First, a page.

The Editors’ Choices are chosen from the submissions from the previous month that show the most potential or otherwise earn the admiration of our Resident Editors. Submissions in four categories — science fiction chapters, fantasy chapters, horror, and short stories — receive a detailed review, meant to be educational for others as well as the author. This month’s reviews are written by Resident Editors Leah Bobet, Jeanne Cavelos, and Judith Tarr. The last four months of Editors’ Choices and their editorial reviews are archived on the workshop.
The author’s note on this story set me up to expect a bit of confusion and a bit too much by way of themes and story-stuff. This much is true: it’s not a quick skim. It’s a story that needs and rewards a close and careful reading, and a reread or two after that.
What it’s not is jumbled or confused. Two themes come clear for me: climate change and the love between the first-person protagonist and the beloved whom they’re speaking to directly in second person. The Museum of Average Days is both the title and the unifying motif. There’s the world the way it used to be, as preserved by the mysterious “Museums,” and the world as it is now, in which the characters have to live. And, as we discover toward the end, die.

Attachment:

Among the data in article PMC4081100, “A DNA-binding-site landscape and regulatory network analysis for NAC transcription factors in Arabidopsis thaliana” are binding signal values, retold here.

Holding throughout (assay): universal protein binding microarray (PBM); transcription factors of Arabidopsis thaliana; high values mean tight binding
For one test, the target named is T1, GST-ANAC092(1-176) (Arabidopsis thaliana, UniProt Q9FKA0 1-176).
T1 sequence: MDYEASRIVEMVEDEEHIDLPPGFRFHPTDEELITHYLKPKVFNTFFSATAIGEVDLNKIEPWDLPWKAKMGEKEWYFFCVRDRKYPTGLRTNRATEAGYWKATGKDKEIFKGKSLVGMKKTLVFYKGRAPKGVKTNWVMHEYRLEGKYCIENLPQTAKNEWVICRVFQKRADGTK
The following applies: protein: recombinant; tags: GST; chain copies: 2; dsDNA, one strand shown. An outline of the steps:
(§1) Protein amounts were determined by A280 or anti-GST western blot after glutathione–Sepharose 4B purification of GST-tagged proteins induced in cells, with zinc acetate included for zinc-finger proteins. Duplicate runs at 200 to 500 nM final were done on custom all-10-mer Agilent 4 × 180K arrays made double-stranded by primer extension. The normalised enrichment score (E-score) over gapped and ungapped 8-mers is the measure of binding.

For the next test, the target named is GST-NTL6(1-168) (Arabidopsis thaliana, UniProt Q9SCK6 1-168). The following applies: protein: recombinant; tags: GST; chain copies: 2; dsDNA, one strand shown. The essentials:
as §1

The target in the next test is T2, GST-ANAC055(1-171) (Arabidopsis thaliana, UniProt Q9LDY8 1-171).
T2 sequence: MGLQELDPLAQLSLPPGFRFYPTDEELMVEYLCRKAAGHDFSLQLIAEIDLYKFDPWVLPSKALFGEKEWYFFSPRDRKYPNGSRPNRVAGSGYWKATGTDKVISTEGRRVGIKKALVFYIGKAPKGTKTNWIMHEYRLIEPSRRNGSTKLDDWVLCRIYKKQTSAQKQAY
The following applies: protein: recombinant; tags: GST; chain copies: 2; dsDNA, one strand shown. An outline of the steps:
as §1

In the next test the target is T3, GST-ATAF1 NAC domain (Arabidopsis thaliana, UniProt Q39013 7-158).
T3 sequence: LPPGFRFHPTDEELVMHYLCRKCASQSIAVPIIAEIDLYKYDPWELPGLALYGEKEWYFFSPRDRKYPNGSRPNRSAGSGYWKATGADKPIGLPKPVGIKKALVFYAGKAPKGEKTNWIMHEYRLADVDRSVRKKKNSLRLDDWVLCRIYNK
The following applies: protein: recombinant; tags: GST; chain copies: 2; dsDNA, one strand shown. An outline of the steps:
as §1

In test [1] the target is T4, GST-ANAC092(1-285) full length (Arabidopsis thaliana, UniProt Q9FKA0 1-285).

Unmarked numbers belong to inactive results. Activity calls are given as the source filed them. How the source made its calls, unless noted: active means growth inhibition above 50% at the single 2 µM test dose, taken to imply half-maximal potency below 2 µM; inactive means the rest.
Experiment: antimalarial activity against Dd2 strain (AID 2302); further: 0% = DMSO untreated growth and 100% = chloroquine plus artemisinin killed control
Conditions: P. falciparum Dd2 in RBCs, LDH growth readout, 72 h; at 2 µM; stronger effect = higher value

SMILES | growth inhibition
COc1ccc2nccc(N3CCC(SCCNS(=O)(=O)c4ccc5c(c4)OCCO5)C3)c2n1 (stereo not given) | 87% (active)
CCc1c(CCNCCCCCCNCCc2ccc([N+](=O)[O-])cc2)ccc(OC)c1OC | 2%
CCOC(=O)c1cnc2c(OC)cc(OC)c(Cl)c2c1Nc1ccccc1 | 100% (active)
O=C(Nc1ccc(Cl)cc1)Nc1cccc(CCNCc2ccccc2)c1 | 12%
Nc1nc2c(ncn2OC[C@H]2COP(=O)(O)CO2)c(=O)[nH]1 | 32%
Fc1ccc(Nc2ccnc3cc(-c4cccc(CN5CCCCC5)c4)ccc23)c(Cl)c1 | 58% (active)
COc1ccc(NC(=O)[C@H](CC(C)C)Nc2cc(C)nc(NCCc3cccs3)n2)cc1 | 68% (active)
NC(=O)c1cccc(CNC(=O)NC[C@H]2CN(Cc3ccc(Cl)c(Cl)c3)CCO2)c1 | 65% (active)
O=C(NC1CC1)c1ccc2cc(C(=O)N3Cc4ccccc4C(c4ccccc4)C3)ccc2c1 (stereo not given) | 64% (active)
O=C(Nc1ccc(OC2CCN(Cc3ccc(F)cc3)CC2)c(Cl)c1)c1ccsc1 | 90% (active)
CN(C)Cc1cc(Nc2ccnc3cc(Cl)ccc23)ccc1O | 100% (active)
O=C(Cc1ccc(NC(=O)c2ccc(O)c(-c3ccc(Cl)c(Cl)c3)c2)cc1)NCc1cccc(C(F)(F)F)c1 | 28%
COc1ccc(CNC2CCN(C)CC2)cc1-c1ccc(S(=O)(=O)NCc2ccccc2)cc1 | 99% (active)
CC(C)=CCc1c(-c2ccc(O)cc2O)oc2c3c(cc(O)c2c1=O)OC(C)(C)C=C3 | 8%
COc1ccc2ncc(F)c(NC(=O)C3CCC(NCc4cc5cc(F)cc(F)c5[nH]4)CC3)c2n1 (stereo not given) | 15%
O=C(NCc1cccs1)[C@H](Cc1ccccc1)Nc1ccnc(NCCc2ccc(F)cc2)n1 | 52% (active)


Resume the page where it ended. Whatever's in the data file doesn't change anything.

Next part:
On the first reading I bobbled somewhat at the depth of backstory. The calligraphy class, for example, seemed to pile on top of too many other elements; it felt like a distraction. But on the second read, I picked up the thread of the albatrosses, and saw how the image of the brush strokes both helps to describe the birds, and pulls together the references to albatrosses in the story as a whole—both as a literary reference and as a literal pair of birds who may also be part of a government spy program. They’re the mechanism that transforms romance into tragedy.
The whole story is like that for me. It’s very dense, packed with detail, but all of those details serve the story as a whole. While there’s a lot there, there’s nothing extraneous. Everything contributes. It all moves us forward to the conclusion.
The only thing I would do, really, is a line edit and a copy edit, to make sure all the niggly bits are sorted. It is not an easy story, but it’s not supposed to be. It needs to be what it is: rich, complex, with multiple layers. That’s what makes it so powerful.